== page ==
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In re Care and Treatment of Snow

Supreme Court of South Carolina

January 16, 2019

In the Matter of the Care and Treatment of Daryl T. Snow, Petitioner. Appellate Case No. 2017-001033

          Heard November 29, 2018

          Appeal from Georgetown County Steven H. John, Circuit Court Judge

         ON WRIT OF CERTIORARI TO THE COURT OF APPEALS

          Appellate Defender David Alexander, of Columbia, for Petitioner.

          Attorney General Alan McCrory Wilson, Senior Assistant Deputy Attorney General Deborah R.J. Shupe, both of Columbia, for Respondent.

          OPINION

          FEW JUSTICE

         Daryl Snow appeals his commitment as a sexually violent predator under the Sexually Violent Predator Act. He argues his diagnosis of Other Specified Personality Disorder is legally insufficient to meet the constitutional and statutory requirements for commitment under the Act, and thus the trial court erred when it denied his motions for a directed verdict and judgment notwithstanding the verdict (JNOV). The court of appeals affirmed his commitment in an unpublished opinion. In re Snow, Op. No. 2017-UP-009 (S.C. Ct. App. filed Jan. 11, 2017). We affirm the court of appeals.

         I. Facts and Procedural History

         In 1996, Snow was convicted of assault with intent to commit criminal sexual conduct.[1] In 2006, Snow was convicted of lewd act upon a child[2] and sentenced to fifteen years in prison. Prior to his release, the State filed a petition for civil commitment pursuant to the Sexually Violent Predator Act. S.C. Code Ann. §§ 44-48-10 to -170 (2018).

         The State's expert was Marie Gehle, Psy.D., the chief psychologist at the South Carolina Department of Mental Health. At the time of trial, Dr. Gehle had conducted approximately ninety sexually violent predator commitment evaluations. Dr. Gehle evaluated Snow to determine whether he met the criteria for commitment under the Act. Her evaluation included a thorough review of his background, criminal history, and prison records. Dr. Gehle's specific diagnosis was "Other Specified Personality Disorder, current evidence of conduct disorder is insufficient." At trial, she explained "Other Specified Personality Disorder" (OSPD) is listed as a personality disorder in the Diagnostic and Statistical Manual of Mental Disorders, commonly referred to as the DSM-5. The DSM-5 describes OSPD as follows,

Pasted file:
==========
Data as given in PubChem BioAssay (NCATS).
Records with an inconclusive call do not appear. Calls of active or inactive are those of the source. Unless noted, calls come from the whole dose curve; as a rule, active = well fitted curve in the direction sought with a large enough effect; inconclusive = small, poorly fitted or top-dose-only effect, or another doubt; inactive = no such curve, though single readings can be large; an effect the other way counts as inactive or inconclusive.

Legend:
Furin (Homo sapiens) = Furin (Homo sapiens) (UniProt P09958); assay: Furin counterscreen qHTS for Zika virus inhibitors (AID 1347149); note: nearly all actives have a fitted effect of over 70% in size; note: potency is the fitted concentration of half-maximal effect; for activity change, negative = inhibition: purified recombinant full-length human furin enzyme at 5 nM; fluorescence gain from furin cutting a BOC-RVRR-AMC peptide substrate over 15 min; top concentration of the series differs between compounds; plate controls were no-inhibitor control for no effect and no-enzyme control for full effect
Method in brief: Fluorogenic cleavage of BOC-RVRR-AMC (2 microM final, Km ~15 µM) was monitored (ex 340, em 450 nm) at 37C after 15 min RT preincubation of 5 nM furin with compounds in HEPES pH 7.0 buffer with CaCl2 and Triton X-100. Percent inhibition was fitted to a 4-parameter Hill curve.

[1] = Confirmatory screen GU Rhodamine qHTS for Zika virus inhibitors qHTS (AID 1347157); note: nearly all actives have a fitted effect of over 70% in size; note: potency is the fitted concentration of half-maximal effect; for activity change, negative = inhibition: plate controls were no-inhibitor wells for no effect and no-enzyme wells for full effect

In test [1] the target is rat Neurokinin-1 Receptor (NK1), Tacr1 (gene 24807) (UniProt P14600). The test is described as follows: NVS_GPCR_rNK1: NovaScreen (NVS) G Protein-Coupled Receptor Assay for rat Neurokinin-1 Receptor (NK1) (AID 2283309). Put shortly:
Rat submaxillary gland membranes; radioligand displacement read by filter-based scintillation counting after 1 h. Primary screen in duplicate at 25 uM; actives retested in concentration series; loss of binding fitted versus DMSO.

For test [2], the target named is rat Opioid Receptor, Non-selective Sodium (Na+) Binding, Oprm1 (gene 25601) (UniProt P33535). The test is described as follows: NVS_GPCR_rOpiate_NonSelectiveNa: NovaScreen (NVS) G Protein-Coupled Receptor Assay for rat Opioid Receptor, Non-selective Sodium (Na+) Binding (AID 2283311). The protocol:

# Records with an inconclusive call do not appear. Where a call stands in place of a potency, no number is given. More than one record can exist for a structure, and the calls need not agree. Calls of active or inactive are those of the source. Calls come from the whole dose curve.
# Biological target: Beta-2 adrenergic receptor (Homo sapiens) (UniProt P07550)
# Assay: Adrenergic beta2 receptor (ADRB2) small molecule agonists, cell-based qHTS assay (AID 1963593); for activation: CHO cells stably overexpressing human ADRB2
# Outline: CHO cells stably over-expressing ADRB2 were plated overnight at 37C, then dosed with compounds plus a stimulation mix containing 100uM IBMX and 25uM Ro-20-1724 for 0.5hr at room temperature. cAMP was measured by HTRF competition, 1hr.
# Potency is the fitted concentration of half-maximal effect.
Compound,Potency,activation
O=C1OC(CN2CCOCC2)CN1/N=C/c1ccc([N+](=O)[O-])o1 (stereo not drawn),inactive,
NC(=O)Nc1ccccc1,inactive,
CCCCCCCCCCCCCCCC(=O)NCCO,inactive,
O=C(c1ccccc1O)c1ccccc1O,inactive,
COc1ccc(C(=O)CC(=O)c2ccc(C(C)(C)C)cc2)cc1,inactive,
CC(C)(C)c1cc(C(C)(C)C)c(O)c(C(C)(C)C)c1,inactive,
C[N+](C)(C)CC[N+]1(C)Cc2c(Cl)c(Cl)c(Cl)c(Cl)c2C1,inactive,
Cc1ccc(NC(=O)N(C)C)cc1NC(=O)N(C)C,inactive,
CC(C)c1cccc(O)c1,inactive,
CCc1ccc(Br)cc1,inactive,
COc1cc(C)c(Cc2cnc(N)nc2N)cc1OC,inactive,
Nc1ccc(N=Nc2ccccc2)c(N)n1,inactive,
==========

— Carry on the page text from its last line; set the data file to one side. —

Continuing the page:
This category applies to presentations in which symptoms characteristic of a personality disorder that cause clinically significant distress or impairment in social, occupational, or other important areas of functioning predominate but do not meet the full criteria for any of the disorders in the personality disorders diagnostic class. The other specified personality disorder category is used in situations in which the clinician chooses to communicate the specific reason that the presentation does not meet the criteria for any specific personality disorder. This is done by recording "other specified personality disorder" followed by the specific reason (e.g., "mixed personality features").

         American Psychiatric Association, Diagnostic and Statistical Manual of Mental Disorders 684 (5th ed. 2013).

         Snow made a motion for a directed verdict, which he renewed at the conclusion of all evidence. The jury found Snow was a sexually violent predator as defined by the Act. The trial court denied Snow's motion for JNOV. After the court of appeals affirmed, we granted Snow's petition for a writ of certiorari.

         II. ...


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